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Applied Water Science

, Volume 7, Issue 5, pp 2559–2570 | Cite as

Geochemical appraisal of fluoride-laden groundwater in Suri I and II blocks, Birbhum district, West Bengal

  • Shreya Das
  • S. K. NagEmail author
Open Access
Original Article

Abstract

The present study has been carried out covering two blocks—Suri I and II in Birbhum district, West Bengal, India. The evaluation focuses on occurrence, distribution and geochemistry in 26 water samples collected from borewells spread across the entire study area homogeneously. Quantitative chemical analysis of groundwater samples collected from the present study area has shown that samples from two locations—Gangta and Dhalla contain fluoride greater than the permissible limit prescribed by WHO during both post-monsoon and pre-monsoon sampling sessions. Significant factor controlling geochemistry of groundwater has been identified to be rock–water interaction processes during both sampling sessions based on the results of Gibb’s diagrams. Geochemical modeling studies have revealed that fluorite (CaF2) is, indeed, present as a significant fluoride-bearing mineral in the groundwaters of this study area. Calcite or CaCO3 is one of the most common minerals with which fluorite remains associated, and saturation index calculations have revealed that the calcite–fluorite geochemistry is the dominant factor controlling fluoride concentration in this area during both post- and pre-monsoon. High fluoride waters have also been found to be of ‘bicarbonate’ type showing increase of sodium in water with decrease of calcium.

Keywords

Groundwater Fluoride Geochemistry Suri 

Introduction

Groundwater contamination resulting from the presence of high fluoride in groundwater has been encountered in many parts of the world (Brunt et al. 2004; Edmunds and Smedley 2006). High fluoride in groundwater is usually associated with arid climate conditions where water movement is slow. All over the world, more than 260 million people consume water containing more than 1.0 mg/l of fluoride, and the majority of these people are based in tropical countries experiencing arid to humid climate type. The World Health Organization has set the permissible limit of fluoride in drinking water at 1.5 mg/l (WHO 2011). Though presence of limited amount of fluoride (0.6–1.0 mg/l) in drinking water is necessary to prevent dental caries, excess fluoride consumption ironically leads to fluorosis, which is of two types: dental and skeletal (Choubisa et al. 1996; IPCS 2002; Yadav et al. 2009). Fluorosis, which is the major irreparable physiological damage caused due to excess consumption of fluoride, is spreading at a slow but steady rate (Agarwal et al. 1997; Brindha and Elango 2011; Hussain et al. 2011). Fluorosis is prevalent in some parts of central and western China and caused not only by drinking fluoride in groundwater but also by breathing airborne fluoride released from the burning of fluoride-laden coal. Worldwide, such instances of industrial fluorosis are on the rise (UNICEF 1999a). One of the best-known high fluoride belts on land extends along the East African Rift from Eritrea to Malawi, and there is another belt from Turkey through Iraq, Iran, Afghanistan, India, northern Thailand and China (WHO 2006). Undesirable amount of fluoride in groundwater, i.e., greater than 1.5 mg/l was first reported in the Nellore district in Andhra Pradesh, India, in the year 1937 (Short et al. 1937). In 1991, groundwater in 13 states of India, including West Bengal, was reported to contain greater than 1.5 mg/l of fluoride (Mangla 1991). By 1999, including West Bengal the number of states reported with endemic fluorosis went up to 17 in India (UNICEF 1999b). All of these states have reportedly encountered endemic fluorosis at various levels (FRRDF 1999; Yadav et al. 1999, Yadav and Lata 2004). Fluoride concentration is also correlated with depth of the water table and increases with increase in depth of the corresponding aquifer (Brunt et al. 2004). In this chapter, the occurrence, distribution, origin and geochemistry of fluoride in groundwater have been discussed.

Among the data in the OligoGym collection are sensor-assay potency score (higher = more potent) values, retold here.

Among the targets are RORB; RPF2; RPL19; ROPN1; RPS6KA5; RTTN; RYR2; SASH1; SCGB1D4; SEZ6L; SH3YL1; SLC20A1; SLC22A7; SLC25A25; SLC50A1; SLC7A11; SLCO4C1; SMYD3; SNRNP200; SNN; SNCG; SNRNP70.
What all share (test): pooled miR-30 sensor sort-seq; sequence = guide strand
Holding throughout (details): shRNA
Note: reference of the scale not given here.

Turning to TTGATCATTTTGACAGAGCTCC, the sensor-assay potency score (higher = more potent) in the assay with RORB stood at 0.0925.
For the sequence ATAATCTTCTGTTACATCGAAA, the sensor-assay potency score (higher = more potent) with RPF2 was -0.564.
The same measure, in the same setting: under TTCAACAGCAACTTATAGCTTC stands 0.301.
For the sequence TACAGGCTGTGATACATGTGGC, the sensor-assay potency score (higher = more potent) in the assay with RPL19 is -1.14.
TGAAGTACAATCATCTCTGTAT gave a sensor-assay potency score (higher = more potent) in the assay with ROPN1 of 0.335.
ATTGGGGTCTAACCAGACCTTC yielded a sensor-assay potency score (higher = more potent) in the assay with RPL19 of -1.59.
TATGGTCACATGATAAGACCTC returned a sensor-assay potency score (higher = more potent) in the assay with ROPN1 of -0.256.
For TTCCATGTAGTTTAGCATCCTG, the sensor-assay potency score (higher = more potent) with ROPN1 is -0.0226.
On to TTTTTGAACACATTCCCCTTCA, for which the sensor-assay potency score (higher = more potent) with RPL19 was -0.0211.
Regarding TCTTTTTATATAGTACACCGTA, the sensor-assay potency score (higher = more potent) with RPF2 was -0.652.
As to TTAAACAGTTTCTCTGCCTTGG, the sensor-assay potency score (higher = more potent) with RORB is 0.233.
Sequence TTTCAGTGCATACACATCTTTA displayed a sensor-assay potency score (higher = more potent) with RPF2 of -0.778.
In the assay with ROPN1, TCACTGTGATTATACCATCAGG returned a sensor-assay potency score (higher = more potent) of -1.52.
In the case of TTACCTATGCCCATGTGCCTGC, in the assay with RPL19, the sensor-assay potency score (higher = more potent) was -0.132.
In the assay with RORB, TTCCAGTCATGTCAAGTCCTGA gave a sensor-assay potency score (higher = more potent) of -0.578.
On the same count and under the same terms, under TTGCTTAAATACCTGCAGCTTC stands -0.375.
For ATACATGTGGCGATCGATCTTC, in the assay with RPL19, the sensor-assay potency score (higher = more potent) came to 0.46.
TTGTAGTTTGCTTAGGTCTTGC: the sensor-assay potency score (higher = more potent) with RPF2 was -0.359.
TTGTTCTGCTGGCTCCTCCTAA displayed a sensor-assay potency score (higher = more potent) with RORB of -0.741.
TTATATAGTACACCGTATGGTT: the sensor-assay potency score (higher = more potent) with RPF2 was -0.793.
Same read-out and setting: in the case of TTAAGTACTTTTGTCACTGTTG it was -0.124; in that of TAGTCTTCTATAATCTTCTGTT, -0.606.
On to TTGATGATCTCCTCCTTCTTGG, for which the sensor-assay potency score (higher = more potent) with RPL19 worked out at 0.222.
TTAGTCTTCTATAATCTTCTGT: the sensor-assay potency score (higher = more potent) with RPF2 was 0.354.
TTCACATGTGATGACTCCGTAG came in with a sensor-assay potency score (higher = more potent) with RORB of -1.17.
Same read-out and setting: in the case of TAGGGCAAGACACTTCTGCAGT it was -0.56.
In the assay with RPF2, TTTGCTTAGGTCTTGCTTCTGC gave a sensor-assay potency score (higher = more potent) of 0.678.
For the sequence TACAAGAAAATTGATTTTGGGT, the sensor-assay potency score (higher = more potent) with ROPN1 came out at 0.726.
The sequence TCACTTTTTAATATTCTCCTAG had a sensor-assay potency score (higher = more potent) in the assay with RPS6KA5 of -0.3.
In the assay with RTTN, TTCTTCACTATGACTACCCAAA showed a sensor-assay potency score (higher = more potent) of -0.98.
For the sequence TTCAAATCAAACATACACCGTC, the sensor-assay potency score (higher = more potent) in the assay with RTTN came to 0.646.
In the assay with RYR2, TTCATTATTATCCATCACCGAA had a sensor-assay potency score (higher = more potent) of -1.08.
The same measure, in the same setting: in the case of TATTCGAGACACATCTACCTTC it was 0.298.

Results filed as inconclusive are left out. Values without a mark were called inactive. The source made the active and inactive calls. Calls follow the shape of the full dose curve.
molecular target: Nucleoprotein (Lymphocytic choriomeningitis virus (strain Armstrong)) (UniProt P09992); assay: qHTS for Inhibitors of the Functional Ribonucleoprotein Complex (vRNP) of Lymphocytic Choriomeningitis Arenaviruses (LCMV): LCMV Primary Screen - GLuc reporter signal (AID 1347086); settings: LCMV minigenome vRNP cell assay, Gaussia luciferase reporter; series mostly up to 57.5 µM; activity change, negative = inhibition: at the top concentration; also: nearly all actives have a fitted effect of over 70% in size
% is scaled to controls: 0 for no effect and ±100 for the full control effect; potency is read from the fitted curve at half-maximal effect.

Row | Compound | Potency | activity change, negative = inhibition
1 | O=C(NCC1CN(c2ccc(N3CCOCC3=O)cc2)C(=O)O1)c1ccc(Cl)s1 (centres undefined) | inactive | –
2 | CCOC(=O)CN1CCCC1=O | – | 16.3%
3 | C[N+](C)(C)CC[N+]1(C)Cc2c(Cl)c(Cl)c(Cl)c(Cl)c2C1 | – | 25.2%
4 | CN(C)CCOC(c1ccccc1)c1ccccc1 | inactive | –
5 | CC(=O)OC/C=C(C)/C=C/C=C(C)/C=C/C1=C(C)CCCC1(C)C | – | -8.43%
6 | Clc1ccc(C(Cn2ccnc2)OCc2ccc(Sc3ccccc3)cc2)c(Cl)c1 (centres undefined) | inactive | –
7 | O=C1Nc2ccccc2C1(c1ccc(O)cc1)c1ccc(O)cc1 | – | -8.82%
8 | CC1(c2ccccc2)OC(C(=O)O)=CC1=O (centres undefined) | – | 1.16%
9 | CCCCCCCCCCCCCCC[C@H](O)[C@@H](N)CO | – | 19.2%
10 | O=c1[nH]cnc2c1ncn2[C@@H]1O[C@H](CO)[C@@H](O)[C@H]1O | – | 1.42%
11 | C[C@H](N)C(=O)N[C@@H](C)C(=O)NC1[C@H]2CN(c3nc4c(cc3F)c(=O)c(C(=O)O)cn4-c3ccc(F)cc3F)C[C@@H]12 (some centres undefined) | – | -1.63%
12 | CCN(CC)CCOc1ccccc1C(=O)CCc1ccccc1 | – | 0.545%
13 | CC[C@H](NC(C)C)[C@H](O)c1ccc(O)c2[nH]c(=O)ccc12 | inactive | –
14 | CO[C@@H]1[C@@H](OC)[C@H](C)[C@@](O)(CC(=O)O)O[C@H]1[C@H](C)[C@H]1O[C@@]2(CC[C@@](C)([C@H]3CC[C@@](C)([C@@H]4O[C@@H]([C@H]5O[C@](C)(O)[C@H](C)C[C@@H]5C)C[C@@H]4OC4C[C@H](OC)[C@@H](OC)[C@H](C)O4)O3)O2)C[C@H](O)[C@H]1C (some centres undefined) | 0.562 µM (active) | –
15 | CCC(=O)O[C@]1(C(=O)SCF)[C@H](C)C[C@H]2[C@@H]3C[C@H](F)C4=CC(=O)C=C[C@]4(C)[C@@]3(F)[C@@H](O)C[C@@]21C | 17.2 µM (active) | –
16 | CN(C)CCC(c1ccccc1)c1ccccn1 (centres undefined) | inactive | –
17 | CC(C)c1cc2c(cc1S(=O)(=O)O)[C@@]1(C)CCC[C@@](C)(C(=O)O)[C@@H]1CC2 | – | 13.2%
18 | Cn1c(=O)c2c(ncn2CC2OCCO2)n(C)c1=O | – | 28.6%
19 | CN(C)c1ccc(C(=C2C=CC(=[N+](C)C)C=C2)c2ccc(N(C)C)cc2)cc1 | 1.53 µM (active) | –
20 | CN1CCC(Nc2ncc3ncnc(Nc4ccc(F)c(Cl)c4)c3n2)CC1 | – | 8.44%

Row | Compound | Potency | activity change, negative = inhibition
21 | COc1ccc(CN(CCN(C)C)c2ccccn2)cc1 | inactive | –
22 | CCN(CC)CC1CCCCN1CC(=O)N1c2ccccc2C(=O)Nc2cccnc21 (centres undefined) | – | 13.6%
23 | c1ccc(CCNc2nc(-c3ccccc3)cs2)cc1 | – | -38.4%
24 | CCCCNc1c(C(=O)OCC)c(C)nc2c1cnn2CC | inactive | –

Fluoride occurs both in igneous and metamorphic rocks, and the minerals which are part of natural formations and bedrocks of aquifers and contain fluoride are amphiboles, micas, certain clays (illite, chlorite), villiaumite (NaF) (Boyle and Chagnon 1995; Apambire et al. 1997), fluorite (CaF2), fluorapatite, biotite, muscovite (KAl2(AlSi3O10)(F,OH)2), etc. During weathering of these formations and circulation of water around these rocks and soils, fluoride can leach out and dissolve into groundwater and thermal gases. Thus, fluoride content of groundwater varies greatly depending on the geological settings and type of rocks (Brunt et al. 2004). Thus, the bedrock mineralogy of aquifers and host rocks most abundant in fluoride minerals can be attributed to be major sources of geogenic fluoride contamination in groundwater (Chae et al. 2007). Hydrolysis, dissolution and dissociation reactions that happen over time in natural water systems lead to ion exchange processes which release the fluoride ion into groundwater. Alkaline water systems and minerals containing higher amounts of bicarbonate (\({\text{HCO}}_{3}^{ - }\)) and hydroxyl (OH) ions in solution or in solid phase result in presence of free fluoride in water. The fluoride ion is similar to the hydroxyl ion in terms of ionic size and chemical properties and, hence, can exchange places during displacement reactions in high pH conditions. Besides the natural factors, certain anthropogenic sources which contribute to fluoride in groundwater are mainly the agriculture industry using high doses of phosphatic fertilizers, clay industries and industries using coal, for e.g., thermal power plants and brick kilns.

Study area